The Punnett Square provides ways through which probability can be calculated. The calculations are based on the use of various rules that exist in Punnett Square. Two such rules include the sum and the product rule. The mentioned rules are essential, and they can be used differently to predict a certain value. The rules are essential in the prediction of probability.

What are the Limitations of the Punnet Square?

The Punnet Square has always proved to be effective over the years, but it still has its own set of limitations. A good example of the limitations is that the Punnet Square can only be useful when conducting a genetic evaluation of simple genetic comparisons or situations (Addolorato, 2018). The Punnet Square can only be used to predict the genetic composition of an offspring from two parents. There is no other additional comparison it can be used for. Its simplicity makes it impossible to be used when making complex genetic comparisons.

Therefore, it is impossible to use the Punnet Square even when trying to estimate the distribution of either phenotypes or even genotypes. Another major limitation that the Punnet Square has is that it is impossible to use it to come up with accurate predictions of the distribution of the phenotype of an offspring (Cunningham & Thomas, 2020). The prediction is not possible when three or more multiple genes are useful in the determination of a single trait. It is even impossible to grade the effect linked to one gene.

Using the Punnett Square, Answer the Following Questions:

What is the Probability of a Female Offspring Developing Hemophilia?

After the construction of the Punnet Square, it is possible to predict that the probability of a female offspring developing hemophilia is twenty-five percent.

What is the Probability of a Female Offspring Being a Carrier for Hemophilia?

The calculations from the Punnett Square indicate that the probability of a female offspring developing hemophilia is twenty-five percent.

What is the Probability of a Male Offspring Developing Hemophilia?

The calculations from the Punnet Square show that the probability of a male offspring developing hemophilia stands at twenty-five percent.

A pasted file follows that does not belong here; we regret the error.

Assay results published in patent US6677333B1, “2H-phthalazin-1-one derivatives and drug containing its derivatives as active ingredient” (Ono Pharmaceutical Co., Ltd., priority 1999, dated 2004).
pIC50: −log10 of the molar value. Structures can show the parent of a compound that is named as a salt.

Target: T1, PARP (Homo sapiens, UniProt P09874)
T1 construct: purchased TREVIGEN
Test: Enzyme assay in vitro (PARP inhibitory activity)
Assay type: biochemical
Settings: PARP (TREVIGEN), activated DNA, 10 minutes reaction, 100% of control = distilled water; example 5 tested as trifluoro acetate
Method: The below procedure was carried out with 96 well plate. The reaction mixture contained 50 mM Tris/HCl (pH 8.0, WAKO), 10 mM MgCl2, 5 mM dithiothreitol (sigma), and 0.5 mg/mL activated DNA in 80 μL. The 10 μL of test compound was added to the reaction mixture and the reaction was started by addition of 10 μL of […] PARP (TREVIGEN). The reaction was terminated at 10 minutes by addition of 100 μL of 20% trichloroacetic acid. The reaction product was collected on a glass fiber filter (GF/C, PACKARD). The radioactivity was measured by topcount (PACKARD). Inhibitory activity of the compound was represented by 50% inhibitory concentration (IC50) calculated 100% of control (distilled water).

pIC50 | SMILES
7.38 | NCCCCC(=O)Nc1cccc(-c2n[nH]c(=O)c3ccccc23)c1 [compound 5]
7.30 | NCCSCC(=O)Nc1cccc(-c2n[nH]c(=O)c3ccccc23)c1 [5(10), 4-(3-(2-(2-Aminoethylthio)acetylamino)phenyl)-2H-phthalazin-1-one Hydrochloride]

What is the Probability of a Male Offspring Being a Carrier for Hemophilia?

The calculations from the Punnett Square do indicate that the probability of a male offspring being a carrier for hemophilia is twenty-five percent.

What is the Probability of Any Offspring Developing Hemophilia?

The calculations from the Punnet Square do indicate that the probability stands at fifty percent.

Explain Why Only Some Offspring Would Develop the Disease?

The mom is the only carrier for hemophilia which means that some of the offspring would inherit the X chromosome having hemophilia while some would not.

Conclusion

To summarize all that has been discussed, the Punnet Square is a useful tool and will continue to be used by many. It has its weaknesses and limitations, but it also has its advantages and usefulness. The Punnet Square is always simple to use, and it is not that complex. A good example has been discussed above from the situation of hemophilia.

References

Addolorato, S. (2018). Product or service tangible and intangible variables: the creation of the   itness application “punnett square” (faps). Sport TK: Revista Euroamericana de             Ciencias Del Deporte, 7(2), 9–16.

Cunningham, C., & Thomas, M. (2020). Methods to Determine the Phenotypic Ratio of a          Hybrid Cross (p. 2020).

Hartsfield, J. K., Jacob, G. J., & Morford, L. A. (2017). Heredity, genetics and orthodontics:   How much has this research really helped? Seminars in Orthodontics, 23(4), 336–347.

Hurst, L. D. (2019). A century of bias in genetics and evolution. Heredity, 123(1), 33–43.

Lombardo, P. A. (2018). The power of heredity and the relevance of eugenic history.             Genetics in Medicine, 20(11), 1305–1311.